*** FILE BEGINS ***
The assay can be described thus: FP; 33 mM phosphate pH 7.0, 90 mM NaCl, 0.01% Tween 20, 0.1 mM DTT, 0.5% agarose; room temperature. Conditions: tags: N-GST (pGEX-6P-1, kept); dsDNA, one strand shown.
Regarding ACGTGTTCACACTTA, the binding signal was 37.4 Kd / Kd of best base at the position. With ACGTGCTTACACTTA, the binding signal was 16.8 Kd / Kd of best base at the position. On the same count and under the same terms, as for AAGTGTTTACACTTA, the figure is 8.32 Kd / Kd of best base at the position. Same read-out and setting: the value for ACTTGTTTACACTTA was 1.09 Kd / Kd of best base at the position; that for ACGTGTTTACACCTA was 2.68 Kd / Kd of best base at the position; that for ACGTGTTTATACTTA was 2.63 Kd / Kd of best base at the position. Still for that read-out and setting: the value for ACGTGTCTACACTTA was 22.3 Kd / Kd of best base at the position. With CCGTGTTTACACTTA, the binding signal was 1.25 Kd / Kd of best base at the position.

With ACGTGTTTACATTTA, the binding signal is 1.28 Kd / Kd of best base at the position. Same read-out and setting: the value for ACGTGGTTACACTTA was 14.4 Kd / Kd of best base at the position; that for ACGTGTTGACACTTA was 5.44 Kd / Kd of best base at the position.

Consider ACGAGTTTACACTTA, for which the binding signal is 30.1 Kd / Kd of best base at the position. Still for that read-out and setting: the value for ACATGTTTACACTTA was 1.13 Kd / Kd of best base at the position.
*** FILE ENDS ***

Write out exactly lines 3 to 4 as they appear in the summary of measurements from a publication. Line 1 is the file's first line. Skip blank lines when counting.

With ACGTGTTTACATTTA, the binding signal is 1.28 Kd / Kd of best base at the position. Same read-out and setting: the value for ACGTGGTTACACTTA was 14.4 Kd / Kd of best base at the position; that for ACGTGTTGACACTTA was 5.44 Kd / Kd of best base at the position.

Consider ACGAGTTTACACTTA, for which the binding signal is 30.1 Kd / Kd of best base at the position. Still for that read-out and setting: the value for ACATGTTTACACTTA was 1.13 Kd / Kd of best base at the position.